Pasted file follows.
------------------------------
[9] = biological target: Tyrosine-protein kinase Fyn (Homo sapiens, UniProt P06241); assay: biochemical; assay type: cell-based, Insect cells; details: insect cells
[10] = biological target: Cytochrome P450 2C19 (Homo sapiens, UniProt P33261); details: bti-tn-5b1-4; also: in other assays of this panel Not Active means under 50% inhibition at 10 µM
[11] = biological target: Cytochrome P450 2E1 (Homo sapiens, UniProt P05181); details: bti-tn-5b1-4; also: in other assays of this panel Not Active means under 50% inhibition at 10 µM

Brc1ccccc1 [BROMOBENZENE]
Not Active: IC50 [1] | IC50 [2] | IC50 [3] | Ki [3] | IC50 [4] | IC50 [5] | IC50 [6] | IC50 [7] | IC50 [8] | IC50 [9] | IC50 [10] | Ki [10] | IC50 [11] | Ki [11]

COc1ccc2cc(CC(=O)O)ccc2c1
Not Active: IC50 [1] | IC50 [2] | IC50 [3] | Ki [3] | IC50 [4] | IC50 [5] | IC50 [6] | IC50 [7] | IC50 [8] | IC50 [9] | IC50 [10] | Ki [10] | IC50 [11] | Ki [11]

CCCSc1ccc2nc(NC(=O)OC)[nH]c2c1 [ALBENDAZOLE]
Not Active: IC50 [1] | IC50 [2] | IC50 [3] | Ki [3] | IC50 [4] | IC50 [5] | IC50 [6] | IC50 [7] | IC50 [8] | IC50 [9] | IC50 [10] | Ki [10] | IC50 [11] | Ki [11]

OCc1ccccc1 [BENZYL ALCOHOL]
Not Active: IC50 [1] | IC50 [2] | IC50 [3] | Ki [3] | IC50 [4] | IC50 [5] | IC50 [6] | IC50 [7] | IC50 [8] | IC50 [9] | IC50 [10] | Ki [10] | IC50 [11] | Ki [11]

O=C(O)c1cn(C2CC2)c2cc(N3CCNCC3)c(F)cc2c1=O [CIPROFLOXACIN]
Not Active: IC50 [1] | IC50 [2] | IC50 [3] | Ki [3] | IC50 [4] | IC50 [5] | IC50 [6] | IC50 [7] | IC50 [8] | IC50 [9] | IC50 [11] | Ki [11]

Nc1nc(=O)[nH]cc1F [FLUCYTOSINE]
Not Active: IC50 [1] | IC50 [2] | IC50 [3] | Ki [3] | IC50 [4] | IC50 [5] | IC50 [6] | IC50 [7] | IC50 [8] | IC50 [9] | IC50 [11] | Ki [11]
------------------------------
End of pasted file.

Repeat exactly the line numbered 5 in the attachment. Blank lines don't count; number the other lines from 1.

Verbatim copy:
Not Active: IC50 [1] | IC50 [2] | IC50 [3] | Ki [3] | IC50 [4] | IC50 [5] | IC50 [6] | IC50 [7] | IC50 [8] | IC50 [9] | IC50 [10] | Ki [10] | IC50 [11] | Ki [11]